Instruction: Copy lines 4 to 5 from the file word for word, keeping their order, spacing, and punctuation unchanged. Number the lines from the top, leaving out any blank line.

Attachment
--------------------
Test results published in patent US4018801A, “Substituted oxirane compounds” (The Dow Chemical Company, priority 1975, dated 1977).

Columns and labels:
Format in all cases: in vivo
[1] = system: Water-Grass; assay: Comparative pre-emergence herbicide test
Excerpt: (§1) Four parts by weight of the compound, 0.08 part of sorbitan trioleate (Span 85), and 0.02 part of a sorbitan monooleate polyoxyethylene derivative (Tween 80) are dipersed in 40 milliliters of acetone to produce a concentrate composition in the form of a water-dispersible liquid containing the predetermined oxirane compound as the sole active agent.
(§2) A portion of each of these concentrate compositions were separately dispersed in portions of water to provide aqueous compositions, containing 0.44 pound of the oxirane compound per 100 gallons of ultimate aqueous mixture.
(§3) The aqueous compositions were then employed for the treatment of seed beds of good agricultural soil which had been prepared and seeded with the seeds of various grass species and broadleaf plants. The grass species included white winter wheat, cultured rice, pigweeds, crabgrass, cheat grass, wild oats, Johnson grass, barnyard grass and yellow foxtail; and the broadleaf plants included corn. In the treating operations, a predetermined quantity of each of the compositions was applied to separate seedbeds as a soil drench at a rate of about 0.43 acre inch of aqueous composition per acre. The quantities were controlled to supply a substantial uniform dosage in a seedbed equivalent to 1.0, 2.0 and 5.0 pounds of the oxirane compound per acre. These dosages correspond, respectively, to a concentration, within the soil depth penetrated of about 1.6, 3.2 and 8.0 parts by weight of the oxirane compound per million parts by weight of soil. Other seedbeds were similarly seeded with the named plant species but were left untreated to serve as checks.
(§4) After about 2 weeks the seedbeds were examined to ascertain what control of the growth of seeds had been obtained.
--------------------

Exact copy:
[1] = system: Water-Grass; assay: Comparative pre-emergence herbicide test
Excerpt: (§1) Four parts by weight of the compound, 0.08 part of sorbitan trioleate (Span 85), and 0.02 part of a sorbitan monooleate polyoxyethylene derivative (Tween 80) are dipersed in 40 milliliters of acetone to produce a concentrate composition in the form of a water-dispersible liquid containing the predetermined oxirane compound as the sole active agent.